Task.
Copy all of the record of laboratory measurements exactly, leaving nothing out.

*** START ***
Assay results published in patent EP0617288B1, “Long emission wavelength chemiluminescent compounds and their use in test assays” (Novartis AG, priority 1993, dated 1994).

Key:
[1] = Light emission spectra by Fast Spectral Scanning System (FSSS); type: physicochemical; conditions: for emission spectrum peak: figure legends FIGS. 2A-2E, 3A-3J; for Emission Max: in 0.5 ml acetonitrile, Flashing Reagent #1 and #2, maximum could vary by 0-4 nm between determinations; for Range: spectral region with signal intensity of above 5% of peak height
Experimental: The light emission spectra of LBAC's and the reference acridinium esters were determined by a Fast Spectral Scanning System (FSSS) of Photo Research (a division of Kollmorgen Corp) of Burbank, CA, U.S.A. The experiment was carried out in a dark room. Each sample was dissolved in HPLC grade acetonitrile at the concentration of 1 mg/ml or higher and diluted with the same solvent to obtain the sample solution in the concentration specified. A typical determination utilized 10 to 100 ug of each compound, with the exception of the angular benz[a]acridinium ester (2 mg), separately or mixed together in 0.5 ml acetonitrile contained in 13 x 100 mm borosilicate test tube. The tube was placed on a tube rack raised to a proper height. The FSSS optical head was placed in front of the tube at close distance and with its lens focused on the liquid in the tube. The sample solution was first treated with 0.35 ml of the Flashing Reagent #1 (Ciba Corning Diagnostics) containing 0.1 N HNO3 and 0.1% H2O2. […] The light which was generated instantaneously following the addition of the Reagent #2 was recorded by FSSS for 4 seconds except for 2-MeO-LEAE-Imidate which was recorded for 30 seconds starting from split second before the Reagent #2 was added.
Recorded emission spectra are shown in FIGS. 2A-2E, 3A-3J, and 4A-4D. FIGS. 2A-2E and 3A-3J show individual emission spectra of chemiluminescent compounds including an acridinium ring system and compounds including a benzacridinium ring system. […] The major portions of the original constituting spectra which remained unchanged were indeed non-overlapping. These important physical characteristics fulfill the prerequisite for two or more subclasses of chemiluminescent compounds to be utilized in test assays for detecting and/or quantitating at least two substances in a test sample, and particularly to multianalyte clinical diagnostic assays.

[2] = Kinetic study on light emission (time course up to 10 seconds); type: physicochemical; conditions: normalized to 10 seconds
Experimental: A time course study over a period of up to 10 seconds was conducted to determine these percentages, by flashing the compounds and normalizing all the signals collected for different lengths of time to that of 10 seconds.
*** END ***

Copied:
Assay results published in patent EP0617288B1, “Long emission wavelength chemiluminescent compounds and their use in test assays” (Novartis AG, priority 1993, dated 1994).

Key:
[1] = Light emission spectra by Fast Spectral Scanning System (FSSS); type: physicochemical; conditions: for emission spectrum peak: figure legends FIGS. 2A-2E, 3A-3J; for Emission Max: in 0.5 ml acetonitrile, Flashing Reagent #1 and #2, maximum could vary by 0-4 nm between determinations; for Range: spectral region with signal intensity of above 5% of peak height
Experimental: The light emission spectra of LBAC's and the reference acridinium esters were determined by a Fast Spectral Scanning System (FSSS) of Photo Research (a division of Kollmorgen Corp) of Burbank, CA, U.S.A. The experiment was carried out in a dark room. Each sample was dissolved in HPLC grade acetonitrile at the concentration of 1 mg/ml or higher and diluted with the same solvent to obtain the sample solution in the concentration specified. A typical determination utilized 10 to 100 ug of each compound, with the exception of the angular benz[a]acridinium ester (2 mg), separately or mixed together in 0.5 ml acetonitrile contained in 13 x 100 mm borosilicate test tube. The tube was placed on a tube rack raised to a proper height. The FSSS optical head was placed in front of the tube at close distance and with its lens focused on the liquid in the tube. The sample solution was first treated with 0.35 ml of the Flashing Reagent #1 (Ciba Corning Diagnostics) containing 0.1 N HNO3 and 0.1% H2O2. […] The light which was generated instantaneously following the addition of the Reagent #2 was recorded by FSSS for 4 seconds except for 2-MeO-LEAE-Imidate which was recorded for 30 seconds starting from split second before the Reagent #2 was added.
Recorded emission spectra are shown in FIGS. 2A-2E, 3A-3J, and 4A-4D. FIGS. 2A-2E and 3A-3J show individual emission spectra of chemiluminescent compounds including an acridinium ring system and compounds including a benzacridinium ring system. […] The major portions of the original constituting spectra which remained unchanged were indeed non-overlapping. These important physical characteristics fulfill the prerequisite for two or more subclasses of chemiluminescent compounds to be utilized in test assays for detecting and/or quantitating at least two substances in a test sample, and particularly to multianalyte clinical diagnostic assays.

[2] = Kinetic study on light emission (time course up to 10 seconds); type: physicochemical; conditions: normalized to 10 seconds
Experimental: A time course study over a period of up to 10 seconds was conducted to determine these percentages, by flashing the compounds and normalizing all the signals collected for different lengths of time to that of 10 seconds.